After a long day and night of trying to coordinate ourselves and spending a lot of time in check-points, we had a nice day in Port Said on May 15th, and headed back to Cairo. On our way back, we were reading on twitter that the protest in front of the embassy was being attacked by tear gas (the same expired tear gas they used on us at the start of the protests) as well as rubber bullets. While most of us decided to go home, Tarek and the crew in his car decided to go check out what was happening.

Tarek was tweeting and broadcasting videos on Bambuzer from the night. He’s always been an active blogger and social media enthusiast. He believes everyone has a role and a passion, and he likes to place himself as a citizen journalist and reporter from events and protest as he upholds a high degree of journalistic integrity (even if he’s not technically a journalist as we define them traditionally…) and is committed to reporting facts.  Below are a series of tweets from the night of is arrest. And here is a link to the Bambuser video he broadcasted during his arrest.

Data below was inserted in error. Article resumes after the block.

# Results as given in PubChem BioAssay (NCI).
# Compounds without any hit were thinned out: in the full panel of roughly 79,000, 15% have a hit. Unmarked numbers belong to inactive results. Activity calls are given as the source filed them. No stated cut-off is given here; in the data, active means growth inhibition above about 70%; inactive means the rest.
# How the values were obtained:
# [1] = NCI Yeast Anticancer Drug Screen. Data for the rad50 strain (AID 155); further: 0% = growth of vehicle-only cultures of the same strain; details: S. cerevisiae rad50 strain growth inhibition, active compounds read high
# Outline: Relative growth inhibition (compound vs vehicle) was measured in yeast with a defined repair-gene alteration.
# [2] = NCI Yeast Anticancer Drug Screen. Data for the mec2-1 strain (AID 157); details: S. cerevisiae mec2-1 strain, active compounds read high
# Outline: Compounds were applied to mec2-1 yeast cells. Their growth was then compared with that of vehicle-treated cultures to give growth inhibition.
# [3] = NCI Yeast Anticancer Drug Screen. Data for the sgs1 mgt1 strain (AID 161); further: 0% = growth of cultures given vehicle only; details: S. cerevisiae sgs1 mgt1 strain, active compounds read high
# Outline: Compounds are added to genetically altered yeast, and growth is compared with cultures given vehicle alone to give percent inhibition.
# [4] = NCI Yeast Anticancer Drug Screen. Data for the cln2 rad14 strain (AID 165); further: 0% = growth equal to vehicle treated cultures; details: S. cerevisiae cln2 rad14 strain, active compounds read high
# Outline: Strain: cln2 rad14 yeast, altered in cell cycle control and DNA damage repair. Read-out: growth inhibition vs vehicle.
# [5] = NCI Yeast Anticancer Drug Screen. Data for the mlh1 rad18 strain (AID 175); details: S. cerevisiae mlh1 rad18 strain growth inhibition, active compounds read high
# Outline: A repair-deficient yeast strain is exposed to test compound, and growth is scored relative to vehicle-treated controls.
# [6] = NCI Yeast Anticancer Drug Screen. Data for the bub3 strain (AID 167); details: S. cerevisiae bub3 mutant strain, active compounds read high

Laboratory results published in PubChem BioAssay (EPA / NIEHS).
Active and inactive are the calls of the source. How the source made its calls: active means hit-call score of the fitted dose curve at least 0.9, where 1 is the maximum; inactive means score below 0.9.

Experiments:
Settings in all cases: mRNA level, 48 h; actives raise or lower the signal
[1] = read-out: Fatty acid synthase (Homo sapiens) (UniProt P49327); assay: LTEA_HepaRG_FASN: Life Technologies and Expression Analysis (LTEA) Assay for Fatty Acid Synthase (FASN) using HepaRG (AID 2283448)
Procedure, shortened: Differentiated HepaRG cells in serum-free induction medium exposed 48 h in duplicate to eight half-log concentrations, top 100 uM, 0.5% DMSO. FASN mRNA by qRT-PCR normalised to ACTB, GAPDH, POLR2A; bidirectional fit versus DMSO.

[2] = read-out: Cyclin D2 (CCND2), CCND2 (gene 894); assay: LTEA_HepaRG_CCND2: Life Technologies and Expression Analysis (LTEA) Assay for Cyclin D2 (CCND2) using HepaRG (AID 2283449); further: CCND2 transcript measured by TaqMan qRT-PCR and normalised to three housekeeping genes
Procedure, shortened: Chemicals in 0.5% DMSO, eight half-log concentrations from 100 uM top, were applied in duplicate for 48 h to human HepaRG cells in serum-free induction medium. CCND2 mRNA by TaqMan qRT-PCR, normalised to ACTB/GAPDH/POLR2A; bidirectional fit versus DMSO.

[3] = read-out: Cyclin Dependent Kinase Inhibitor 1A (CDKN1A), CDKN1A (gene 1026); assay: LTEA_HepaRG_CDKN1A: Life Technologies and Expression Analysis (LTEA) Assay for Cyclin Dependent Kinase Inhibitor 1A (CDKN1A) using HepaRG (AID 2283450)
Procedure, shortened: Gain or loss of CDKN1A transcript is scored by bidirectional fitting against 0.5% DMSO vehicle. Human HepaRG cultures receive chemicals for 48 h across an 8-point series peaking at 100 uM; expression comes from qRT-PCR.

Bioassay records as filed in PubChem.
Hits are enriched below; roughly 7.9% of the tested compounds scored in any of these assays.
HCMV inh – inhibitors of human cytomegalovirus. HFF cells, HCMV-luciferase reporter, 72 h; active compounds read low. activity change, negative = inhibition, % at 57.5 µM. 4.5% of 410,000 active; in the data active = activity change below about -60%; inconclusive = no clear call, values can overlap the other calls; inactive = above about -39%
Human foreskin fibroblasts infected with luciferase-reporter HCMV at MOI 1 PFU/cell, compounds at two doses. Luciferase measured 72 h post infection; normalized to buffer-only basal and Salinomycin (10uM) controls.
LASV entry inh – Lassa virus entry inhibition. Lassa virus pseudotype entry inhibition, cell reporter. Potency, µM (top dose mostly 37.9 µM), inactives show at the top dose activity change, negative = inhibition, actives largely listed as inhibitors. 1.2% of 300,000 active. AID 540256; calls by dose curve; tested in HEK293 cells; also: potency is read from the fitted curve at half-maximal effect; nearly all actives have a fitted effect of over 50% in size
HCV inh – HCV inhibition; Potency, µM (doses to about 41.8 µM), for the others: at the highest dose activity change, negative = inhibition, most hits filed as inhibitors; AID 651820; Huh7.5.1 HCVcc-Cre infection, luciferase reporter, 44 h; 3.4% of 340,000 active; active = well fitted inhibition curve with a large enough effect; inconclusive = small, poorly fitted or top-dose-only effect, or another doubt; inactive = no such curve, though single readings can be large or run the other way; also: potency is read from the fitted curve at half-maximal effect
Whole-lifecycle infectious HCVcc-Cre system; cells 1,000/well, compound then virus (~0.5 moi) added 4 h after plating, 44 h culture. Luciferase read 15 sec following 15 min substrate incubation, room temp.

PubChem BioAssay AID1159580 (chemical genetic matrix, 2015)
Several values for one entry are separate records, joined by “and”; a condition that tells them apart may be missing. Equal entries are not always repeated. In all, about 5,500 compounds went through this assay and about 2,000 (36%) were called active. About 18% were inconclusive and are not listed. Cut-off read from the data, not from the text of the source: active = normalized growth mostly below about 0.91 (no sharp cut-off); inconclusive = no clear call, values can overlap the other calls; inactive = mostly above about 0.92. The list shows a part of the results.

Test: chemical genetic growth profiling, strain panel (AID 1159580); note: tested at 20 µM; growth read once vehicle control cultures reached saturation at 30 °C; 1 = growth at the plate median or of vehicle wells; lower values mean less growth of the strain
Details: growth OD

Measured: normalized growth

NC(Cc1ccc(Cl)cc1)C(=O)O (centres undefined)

Tarek has been released on Thursday the 19th of May, after standing before a military court and getting a 1 year suspended sentance. His accusations were: – Public Gathering and – Destruction of Public Property (not even true). The rest of the detainees from the Israeli embassy were also released by most of them got 6 months to a year with similar accsuations.

Every since the Supreme Council of Armed Forces (commonly known as SCAF) took over Egypt after Mubarak’s ousting, we have seen a number of human rights violations such as:

– Criminalizing protesting with economic disruptions

Military trials to civilians

Torture of activists and violently  dispersing protests

Testing virginity of female protesters

Media censorship on anyone criticizing SCAF.

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Keeping the pressure for Radwan

We’ve all seen from recent events around the Arab world that authoritarian regimes tend to cave to pressure (unless they are Gaddafi, but he is a madman not just a dictator). This is just what Radwan’s family and friends are doing to free him. With a successful social media campaign, many Egyptian activists on their side and regional as well as international media attention they are definitely playing this right.

Muhammad Radwan, is a 32 year old Egyptian and American engineer. He’s been living in Syria for almost a year running a company his father owns shares in. Last Friday, Syria saw another eventful day in a series of days of an uprising. Radwan being the curious person he is, and according to his mother due to his love of taking pictures and most recently tweeting, he was last seen at the Ummayid Mosque where he made this last tweet.